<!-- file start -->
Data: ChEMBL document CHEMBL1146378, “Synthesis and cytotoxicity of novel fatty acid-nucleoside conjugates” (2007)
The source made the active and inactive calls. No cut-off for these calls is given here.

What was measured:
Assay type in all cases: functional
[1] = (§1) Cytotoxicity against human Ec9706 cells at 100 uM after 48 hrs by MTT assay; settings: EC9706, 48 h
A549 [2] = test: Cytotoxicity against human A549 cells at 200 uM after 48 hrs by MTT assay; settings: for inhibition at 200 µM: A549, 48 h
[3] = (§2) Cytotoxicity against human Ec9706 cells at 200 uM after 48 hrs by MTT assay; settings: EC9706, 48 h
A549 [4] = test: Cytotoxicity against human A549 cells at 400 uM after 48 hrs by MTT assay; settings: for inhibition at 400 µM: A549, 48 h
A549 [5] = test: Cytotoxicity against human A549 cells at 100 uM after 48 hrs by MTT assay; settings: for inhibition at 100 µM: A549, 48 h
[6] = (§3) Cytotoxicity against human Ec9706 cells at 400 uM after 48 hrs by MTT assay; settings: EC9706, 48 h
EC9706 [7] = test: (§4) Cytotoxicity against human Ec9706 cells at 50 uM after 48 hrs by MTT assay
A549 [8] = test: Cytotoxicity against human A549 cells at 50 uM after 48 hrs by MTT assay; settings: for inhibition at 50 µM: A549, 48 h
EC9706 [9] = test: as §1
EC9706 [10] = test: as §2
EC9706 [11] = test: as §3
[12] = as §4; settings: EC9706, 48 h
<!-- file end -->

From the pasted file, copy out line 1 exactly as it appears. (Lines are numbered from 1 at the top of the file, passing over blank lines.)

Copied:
Data: ChEMBL document CHEMBL1146378, “Synthesis and cytotoxicity of novel fatty acid-nucleoside conjugates” (2007)